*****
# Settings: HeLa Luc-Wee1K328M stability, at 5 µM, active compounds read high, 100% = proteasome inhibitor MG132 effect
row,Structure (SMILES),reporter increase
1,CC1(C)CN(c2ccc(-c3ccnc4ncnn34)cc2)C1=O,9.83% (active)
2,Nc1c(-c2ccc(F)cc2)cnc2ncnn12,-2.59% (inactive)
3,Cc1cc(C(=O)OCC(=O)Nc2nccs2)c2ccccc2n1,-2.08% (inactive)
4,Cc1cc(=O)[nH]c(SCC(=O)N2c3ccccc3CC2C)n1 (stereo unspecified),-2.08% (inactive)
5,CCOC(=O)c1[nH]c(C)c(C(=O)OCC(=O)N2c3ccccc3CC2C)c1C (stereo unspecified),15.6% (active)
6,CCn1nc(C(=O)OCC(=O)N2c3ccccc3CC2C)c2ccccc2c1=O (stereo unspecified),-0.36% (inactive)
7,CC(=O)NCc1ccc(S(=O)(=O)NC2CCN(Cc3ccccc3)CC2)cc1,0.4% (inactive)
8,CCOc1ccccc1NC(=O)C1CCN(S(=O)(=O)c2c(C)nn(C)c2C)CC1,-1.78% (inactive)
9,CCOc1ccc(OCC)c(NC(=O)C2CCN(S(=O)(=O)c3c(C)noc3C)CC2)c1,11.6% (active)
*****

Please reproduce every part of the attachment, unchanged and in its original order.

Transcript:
# Settings: HeLa Luc-Wee1K328M stability, at 5 µM, active compounds read high, 100% = proteasome inhibitor MG132 effect
row,Structure (SMILES),reporter increase
1,CC1(C)CN(c2ccc(-c3ccnc4ncnn34)cc2)C1=O,9.83% (active)
2,Nc1c(-c2ccc(F)cc2)cnc2ncnn12,-2.59% (inactive)
3,Cc1cc(C(=O)OCC(=O)Nc2nccs2)c2ccccc2n1,-2.08% (inactive)
4,Cc1cc(=O)[nH]c(SCC(=O)N2c3ccccc3CC2C)n1 (stereo unspecified),-2.08% (inactive)
5,CCOC(=O)c1[nH]c(C)c(C(=O)OCC(=O)N2c3ccccc3CC2C)c1C (stereo unspecified),15.6% (active)
6,CCn1nc(C(=O)OCC(=O)N2c3ccccc3CC2C)c2ccccc2c1=O (stereo unspecified),-0.36% (inactive)
7,CC(=O)NCc1ccc(S(=O)(=O)NC2CCN(Cc3ccccc3)CC2)cc1,0.4% (inactive)
8,CCOc1ccccc1NC(=O)C1CCN(S(=O)(=O)c2c(C)nn(C)c2C)CC1,-1.78% (inactive)
9,CCOc1ccc(OCC)c(NC(=O)C2CCN(S(=O)(=O)c3c(C)noc3C)CC2)c1,11.6% (active)